Jerusalem (Dagbladet): Early in the morning on October 7, the unmistakable sound of aircraft warnings rang out over large parts of Israel.
Several thousand rockets were fired at Israel from the Gaza Strip. The rocket tsunami set off an intense Hamas offensive, which killed more than 1,200 people and kidnapped more than 230 people.
For Ukrainian refugee Danylo Tantjura, 20, the siren call was all too familiar: When Russia launched a full-scale invasion of Ukraine in February last year, Tantjura fled the million-dollar city of Kharkiv, in northeastern Ukraine. The country, to Israel.
After the attack on Israel, he fled again to Ukraine and Kharkiv.
– In Ukraine, missiles can arrive suddenly, but if there is a plane alarm, you look for a bomb shelter and then things usually go well. In Israel you can suddenly be exposed to terrorism in the streets, and I worry more about that, Tantjura tells Dagbladet.
He escaped the siege
For months after Vladimir Putin’s relentless war machine launched a full-scale invasion of Ukraine, Kharkiv, the country’s second-largest city, was under siege.
The city of millions was subjected to relentless air attacks, and fierce fighting raged outside the city, which is located a few miles south of the Ukrainian-Russian border.
Tantjora, along with her disabled mother and father, fled Kharkiv last spring. First to Rivne, in western Ukraine, and eventually to Poland and Germany.
“At first we were in Poland for a few weeks, before we went to Germany, but we didn’t feel at home there, so we returned to Poland,” says Tantjura over the phone from Kharkiv to Dagbladet.
There, we met by chance a person working at the Israeli embassy in Warsaw, who advised me to travel to Israel, he says.
In theory, anyone with at least one Jewish grandparent can obtain Israeli citizenship. In Tantjura’s case, his late grandfather was Jewish.
– When I first applied for citizenship, the process went very quickly. On August 12, I got my passport and was able to travel to Israel, says Dagbladet.
He traveled alone, and was sent first to the city of Nahariya in northern Israel, not far from the border with Lebanon. There he spent time in language courses, before eventually ending up in Tiberias on the shores of the Sea of Galilee.
Over time, he moved to Holon, south of Tel Aviv, but the Ukrainian never settled in Israel.
– It was…, Tanjura says, and takes a break.
He adds: – …complicated.
I visited a psychiatrist
For the first time in his life, the 20-year-old felt depressed. He was in a foreign country without family and close friends, and was struggling to fit in – as well as in working life.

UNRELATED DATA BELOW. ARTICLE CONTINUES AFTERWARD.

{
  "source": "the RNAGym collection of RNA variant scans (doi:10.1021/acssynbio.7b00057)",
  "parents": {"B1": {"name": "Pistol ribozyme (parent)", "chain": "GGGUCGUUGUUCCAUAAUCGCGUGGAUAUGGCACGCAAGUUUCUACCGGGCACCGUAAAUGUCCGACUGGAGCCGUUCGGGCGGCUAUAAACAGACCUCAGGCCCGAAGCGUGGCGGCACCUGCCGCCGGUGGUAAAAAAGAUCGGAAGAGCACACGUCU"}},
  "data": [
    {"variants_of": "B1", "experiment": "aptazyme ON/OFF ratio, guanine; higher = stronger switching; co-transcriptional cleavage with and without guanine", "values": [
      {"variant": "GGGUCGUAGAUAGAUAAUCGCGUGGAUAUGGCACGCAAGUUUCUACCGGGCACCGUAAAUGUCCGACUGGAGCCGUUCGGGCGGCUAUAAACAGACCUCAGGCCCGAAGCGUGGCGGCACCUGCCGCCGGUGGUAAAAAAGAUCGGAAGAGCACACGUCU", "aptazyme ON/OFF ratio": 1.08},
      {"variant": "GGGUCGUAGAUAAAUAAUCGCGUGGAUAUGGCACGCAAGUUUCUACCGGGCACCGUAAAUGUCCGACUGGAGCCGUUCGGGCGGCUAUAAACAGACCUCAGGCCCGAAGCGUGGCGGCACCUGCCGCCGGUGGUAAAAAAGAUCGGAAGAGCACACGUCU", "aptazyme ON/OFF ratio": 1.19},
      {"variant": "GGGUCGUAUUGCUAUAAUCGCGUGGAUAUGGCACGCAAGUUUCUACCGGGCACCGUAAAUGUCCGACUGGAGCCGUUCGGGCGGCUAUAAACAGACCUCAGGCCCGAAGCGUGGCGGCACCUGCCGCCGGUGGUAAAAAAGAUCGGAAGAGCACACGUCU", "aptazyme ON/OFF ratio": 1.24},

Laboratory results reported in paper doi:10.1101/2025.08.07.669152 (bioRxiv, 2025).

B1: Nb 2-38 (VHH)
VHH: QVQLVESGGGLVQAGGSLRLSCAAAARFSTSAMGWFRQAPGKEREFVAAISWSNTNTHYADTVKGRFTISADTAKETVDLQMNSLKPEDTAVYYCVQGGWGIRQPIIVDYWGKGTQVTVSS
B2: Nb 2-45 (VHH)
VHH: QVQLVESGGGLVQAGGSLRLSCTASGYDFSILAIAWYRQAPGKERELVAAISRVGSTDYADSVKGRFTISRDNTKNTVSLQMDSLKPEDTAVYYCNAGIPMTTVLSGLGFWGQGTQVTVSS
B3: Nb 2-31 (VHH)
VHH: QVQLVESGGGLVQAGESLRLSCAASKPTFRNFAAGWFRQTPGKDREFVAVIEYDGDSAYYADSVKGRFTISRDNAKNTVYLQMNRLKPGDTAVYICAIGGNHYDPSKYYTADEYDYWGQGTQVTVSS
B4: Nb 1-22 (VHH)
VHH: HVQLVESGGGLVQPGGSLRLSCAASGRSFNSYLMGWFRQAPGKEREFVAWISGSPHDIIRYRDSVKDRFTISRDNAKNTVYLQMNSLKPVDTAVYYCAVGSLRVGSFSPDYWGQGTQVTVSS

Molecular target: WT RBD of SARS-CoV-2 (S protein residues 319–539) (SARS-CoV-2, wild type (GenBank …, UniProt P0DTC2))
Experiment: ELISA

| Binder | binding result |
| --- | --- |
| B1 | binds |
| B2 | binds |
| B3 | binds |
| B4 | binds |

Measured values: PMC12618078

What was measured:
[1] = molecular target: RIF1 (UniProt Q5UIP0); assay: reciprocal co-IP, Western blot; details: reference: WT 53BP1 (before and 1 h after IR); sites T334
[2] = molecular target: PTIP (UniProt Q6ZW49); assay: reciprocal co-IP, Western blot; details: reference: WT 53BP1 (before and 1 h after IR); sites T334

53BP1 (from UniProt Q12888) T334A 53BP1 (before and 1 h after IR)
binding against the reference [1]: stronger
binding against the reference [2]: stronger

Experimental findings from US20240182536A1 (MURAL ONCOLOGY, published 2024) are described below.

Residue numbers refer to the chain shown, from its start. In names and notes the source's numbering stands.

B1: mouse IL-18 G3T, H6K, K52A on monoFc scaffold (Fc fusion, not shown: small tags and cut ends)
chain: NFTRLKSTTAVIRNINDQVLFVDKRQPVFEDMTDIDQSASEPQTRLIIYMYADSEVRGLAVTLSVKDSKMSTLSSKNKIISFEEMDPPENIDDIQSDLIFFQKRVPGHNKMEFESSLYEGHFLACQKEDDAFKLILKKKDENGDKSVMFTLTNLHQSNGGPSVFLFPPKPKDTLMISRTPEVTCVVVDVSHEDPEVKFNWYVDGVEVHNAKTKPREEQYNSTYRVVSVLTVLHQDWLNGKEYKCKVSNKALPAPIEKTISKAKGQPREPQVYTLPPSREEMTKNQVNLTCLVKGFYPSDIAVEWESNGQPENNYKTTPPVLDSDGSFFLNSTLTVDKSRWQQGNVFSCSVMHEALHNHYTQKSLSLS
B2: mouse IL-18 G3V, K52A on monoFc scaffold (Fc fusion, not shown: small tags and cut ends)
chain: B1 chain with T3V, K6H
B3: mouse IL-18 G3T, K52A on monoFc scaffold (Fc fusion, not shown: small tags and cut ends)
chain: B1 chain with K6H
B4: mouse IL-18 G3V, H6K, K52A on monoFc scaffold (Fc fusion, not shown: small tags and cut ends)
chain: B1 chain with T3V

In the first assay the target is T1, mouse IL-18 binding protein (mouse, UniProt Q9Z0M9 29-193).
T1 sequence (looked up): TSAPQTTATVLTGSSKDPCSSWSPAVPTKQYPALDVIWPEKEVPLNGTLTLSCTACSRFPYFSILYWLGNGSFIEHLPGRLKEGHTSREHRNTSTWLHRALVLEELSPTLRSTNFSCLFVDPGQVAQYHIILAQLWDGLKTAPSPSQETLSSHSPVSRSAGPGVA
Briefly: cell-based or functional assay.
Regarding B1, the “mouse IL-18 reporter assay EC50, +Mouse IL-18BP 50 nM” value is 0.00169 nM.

-I managed to learn Hebrew, but I didn’t get any good friends or any suitable job. “I was completely alone,” Tantjora says.
Ultimately, the Ukrainian was referred to a psychiatrist.
– I know this is normal, and of course you should ask for help when you need it, but for me it was a shock. I never thought I would need psychological help, he tells Dagbladet.
When Hamas attacked Israel on Saturday, October 7 and the subsequent war broke out, Tantjura could not take it any longer.
A week later, he boarded a flight out of Israel, and on November 1, the 20-year-old returned to Kharkiv.
– Safer in Ukraine
In the fall of 2022, Ukrainian forces were able to recapture the entire Kharkiv region in a lightning attack. The city is still subject to air strikes, but much less frequently than in the first six months after the invasion.
Since then, the Tantjura family has returned to Kharkiv. So do many of his friends.
-I feel more comfortable in Ukraine. I have friends and family here. So I feel safer in Ukraine.
– Maybe some people think it looks a bit strange?
– Yes, I can understand that. Both Israel and Ukraine are concerned about the missiles. When an aviation alarm goes off, you run for cover, but in Ukraine you don’t have to worry about being attacked by a terrorist on your way to the bomb room, Tantjura replies.
In 2022, Israeli authorities recorded more than 5,000 cases What they described as terrorist attacks. However, the majority of these cases, just under 3,000, were cases of stone throwing. There were nearly 1,000 incidents of rocket or artillery fire against Israel.
There were also 31 stabbings, 173 shootings, 111 explosions caused by different types of bombs, and eight collisions.
“I am more afraid of terrorist attacks than Russian missiles,” Tantjora says.
– Everything happened very quickly
The 20-year-old does not hide the fact that history could have been different if he had found himself in his homeland in Israel.
-I am very grateful to Israel and the opportunities I have been given. There are a lot of good things about Israel, but for my part, they are not outweighed by the negatives, says Tentsgora.
In retrospect, he also believes that he should have waited longer before taking such a drastic step.
– Everything happened so fast, it was really so random. I didn’t do much research, and I knew very little about Israel. If you are moving abroad first, you should absolutely choose it yourself. In my case, I traveled because I felt the alternatives weren’t good, Tantjora says.
He’s also not sure if he would have chosen to stay even if he had enjoyed himself. When Tantspora’s closest family and friends chose to return to Kharkiv, the homesickness became great.
“I belong to Ukraine,” he says.
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